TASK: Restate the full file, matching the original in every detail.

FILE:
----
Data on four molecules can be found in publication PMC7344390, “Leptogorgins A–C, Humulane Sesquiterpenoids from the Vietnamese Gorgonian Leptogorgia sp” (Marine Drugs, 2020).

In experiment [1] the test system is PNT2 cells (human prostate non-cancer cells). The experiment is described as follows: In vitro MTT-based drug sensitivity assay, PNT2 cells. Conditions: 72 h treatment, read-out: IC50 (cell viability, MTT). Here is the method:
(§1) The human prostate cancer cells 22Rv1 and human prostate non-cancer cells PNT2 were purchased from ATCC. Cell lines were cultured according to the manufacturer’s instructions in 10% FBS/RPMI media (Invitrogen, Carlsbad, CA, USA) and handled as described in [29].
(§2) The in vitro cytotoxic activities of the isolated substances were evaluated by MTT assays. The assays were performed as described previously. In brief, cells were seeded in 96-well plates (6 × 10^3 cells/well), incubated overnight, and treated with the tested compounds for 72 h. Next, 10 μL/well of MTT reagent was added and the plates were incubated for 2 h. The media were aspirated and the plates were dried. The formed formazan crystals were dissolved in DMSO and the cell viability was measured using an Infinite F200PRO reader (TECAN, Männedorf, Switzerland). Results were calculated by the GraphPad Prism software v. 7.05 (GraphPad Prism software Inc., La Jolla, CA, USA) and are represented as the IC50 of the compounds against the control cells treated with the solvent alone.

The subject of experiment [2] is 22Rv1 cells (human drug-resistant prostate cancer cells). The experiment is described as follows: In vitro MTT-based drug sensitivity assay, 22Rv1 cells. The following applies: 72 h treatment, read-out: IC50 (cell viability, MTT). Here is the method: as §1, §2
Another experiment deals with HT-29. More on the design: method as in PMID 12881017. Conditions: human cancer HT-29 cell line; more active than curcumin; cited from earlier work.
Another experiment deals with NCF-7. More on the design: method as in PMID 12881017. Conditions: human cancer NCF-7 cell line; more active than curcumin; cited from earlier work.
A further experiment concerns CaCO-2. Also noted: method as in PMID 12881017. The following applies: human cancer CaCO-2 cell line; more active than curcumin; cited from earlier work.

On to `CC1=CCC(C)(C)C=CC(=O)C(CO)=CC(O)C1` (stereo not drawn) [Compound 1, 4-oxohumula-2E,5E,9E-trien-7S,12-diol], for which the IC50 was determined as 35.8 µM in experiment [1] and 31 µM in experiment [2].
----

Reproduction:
Data on four molecules can be found in publication PMC7344390, “Leptogorgins A–C, Humulane Sesquiterpenoids from the Vietnamese Gorgonian Leptogorgia sp” (Marine Drugs, 2020).

In experiment [1] the test system is PNT2 cells (human prostate non-cancer cells). The experiment is described as follows: In vitro MTT-based drug sensitivity assay, PNT2 cells. Conditions: 72 h treatment, read-out: IC50 (cell viability, MTT). Here is the method:
(§1) The human prostate cancer cells 22Rv1 and human prostate non-cancer cells PNT2 were purchased from ATCC. Cell lines were cultured according to the manufacturer’s instructions in 10% FBS/RPMI media (Invitrogen, Carlsbad, CA, USA) and handled as described in [29].
(§2) The in vitro cytotoxic activities of the isolated substances were evaluated by MTT assays. The assays were performed as described previously. In brief, cells were seeded in 96-well plates (6 × 10^3 cells/well), incubated overnight, and treated with the tested compounds for 72 h. Next, 10 μL/well of MTT reagent was added and the plates were incubated for 2 h. The media were aspirated and the plates were dried. The formed formazan crystals were dissolved in DMSO and the cell viability was measured using an Infinite F200PRO reader (TECAN, Männedorf, Switzerland). Results were calculated by the GraphPad Prism software v. 7.05 (GraphPad Prism software Inc., La Jolla, CA, USA) and are represented as the IC50 of the compounds against the control cells treated with the solvent alone.

The subject of experiment [2] is 22Rv1 cells (human drug-resistant prostate cancer cells). The experiment is described as follows: In vitro MTT-based drug sensitivity assay, 22Rv1 cells. The following applies: 72 h treatment, read-out: IC50 (cell viability, MTT). Here is the method: as §1, §2
Another experiment deals with HT-29. More on the design: method as in PMID 12881017. Conditions: human cancer HT-29 cell line; more active than curcumin; cited from earlier work.
Another experiment deals with NCF-7. More on the design: method as in PMID 12881017. Conditions: human cancer NCF-7 cell line; more active than curcumin; cited from earlier work.
A further experiment concerns CaCO-2. Also noted: method as in PMID 12881017. The following applies: human cancer CaCO-2 cell line; more active than curcumin; cited from earlier work.

On to `CC1=CCC(C)(C)C=CC(=O)C(CO)=CC(O)C1` (stereo not drawn) [Compound 1, 4-oxohumula-2E,5E,9E-trien-7S,12-diol], for which the IC50 was determined as 35.8 µM in experiment [1] and 31 µM in experiment [2].